With Uvi Poznansky, one never expects an ordinary read. Don't believe me: look inside this book. One glance at the chapter titles in "The Music of Us" part of the longer epic "Still Life with Memories," will let you know you are in for a special treat. War Can Wait. Amazing Grace. Silence of the Muse. A Lowdown Groove. Uvi Poznansky takes you questing, every time she writes, into the closets and behind the curtains of your most private mind. This book must be experienced. It fits no genre (thank heavens). It offers no simple axioms that pass for learning. It's a family saga, a book about World War II, a book about music, about a shadow forever to be cast by the war that should have ended all wars -- and it's as much about tomorrow as yesterday. It's full of damage and redemption, pain and joy, brought to life by a narrator who wields words like a scalpel. In an age where books worth reading are rare, where individuality is eschewed for comfy tropes, where books are formulas easily deconstructed into their constituent parts and turned into video games or simpering dramatic serials, comes Uvi, her flaming sword raised high, ready to cut through to the quick or the truth, whichever the reader has brought to their encounter with a real writer.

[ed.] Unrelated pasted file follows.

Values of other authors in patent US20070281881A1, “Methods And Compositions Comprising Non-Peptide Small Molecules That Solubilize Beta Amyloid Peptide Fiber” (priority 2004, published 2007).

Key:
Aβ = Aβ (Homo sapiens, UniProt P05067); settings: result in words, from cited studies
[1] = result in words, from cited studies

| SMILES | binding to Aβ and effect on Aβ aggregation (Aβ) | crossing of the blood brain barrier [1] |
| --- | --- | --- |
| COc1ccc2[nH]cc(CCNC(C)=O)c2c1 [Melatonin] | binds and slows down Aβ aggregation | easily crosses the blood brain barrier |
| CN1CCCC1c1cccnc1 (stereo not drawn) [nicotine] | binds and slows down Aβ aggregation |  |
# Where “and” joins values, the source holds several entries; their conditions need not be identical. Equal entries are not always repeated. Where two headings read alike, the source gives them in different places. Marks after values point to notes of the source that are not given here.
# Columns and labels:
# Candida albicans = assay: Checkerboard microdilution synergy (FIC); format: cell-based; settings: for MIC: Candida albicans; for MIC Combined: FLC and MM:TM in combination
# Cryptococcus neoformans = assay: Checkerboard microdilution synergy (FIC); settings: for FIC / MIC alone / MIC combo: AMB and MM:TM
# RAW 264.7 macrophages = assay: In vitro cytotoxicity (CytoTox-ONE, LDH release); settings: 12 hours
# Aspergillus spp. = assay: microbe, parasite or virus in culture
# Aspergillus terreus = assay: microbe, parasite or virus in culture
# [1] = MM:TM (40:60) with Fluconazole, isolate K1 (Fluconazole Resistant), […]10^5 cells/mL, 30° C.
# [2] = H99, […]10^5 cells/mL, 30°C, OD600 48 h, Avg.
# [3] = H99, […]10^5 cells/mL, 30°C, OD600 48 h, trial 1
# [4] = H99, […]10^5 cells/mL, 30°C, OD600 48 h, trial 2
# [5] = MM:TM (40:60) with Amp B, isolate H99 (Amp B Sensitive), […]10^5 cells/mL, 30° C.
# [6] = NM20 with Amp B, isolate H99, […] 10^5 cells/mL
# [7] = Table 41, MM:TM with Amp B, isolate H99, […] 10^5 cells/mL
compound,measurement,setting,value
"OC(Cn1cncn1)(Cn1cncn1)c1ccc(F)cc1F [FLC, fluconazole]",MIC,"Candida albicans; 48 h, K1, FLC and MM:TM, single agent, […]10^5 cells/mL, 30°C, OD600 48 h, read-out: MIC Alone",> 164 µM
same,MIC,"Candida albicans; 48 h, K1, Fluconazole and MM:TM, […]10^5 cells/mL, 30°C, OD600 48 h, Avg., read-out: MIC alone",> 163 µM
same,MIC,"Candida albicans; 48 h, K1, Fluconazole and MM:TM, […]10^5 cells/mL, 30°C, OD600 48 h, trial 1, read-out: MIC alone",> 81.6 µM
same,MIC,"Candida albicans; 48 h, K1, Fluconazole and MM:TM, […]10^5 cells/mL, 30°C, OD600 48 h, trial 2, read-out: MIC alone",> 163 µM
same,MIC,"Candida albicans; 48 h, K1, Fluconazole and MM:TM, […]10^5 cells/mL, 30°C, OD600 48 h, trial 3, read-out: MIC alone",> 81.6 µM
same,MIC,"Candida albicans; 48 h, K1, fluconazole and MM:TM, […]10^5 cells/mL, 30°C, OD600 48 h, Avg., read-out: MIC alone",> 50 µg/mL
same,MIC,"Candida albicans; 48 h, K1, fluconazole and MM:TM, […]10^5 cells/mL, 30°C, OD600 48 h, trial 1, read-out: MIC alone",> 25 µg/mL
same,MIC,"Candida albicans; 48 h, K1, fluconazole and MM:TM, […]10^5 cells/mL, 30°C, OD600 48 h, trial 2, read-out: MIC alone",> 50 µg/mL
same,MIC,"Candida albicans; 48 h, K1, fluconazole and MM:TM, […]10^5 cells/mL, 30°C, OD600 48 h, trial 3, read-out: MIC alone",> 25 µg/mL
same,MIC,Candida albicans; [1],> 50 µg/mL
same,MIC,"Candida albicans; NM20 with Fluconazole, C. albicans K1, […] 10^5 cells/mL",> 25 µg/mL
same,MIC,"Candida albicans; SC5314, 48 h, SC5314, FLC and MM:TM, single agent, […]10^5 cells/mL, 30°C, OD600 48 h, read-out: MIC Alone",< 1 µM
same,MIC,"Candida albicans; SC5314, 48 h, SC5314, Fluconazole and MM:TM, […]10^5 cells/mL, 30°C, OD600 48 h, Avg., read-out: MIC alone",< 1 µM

So I'll call this review the quick and the truth, and hope you readers who actually read every word, and think about what you read, will find this book, this writer, this flickering light in the darkness -- and rejoice.
A story like this once was called a novel, and if there were more than one, connected but with each virtually complete, a cycle. So here's Uvi's cycle. Start anywhere. Start here, with "The Music of Us."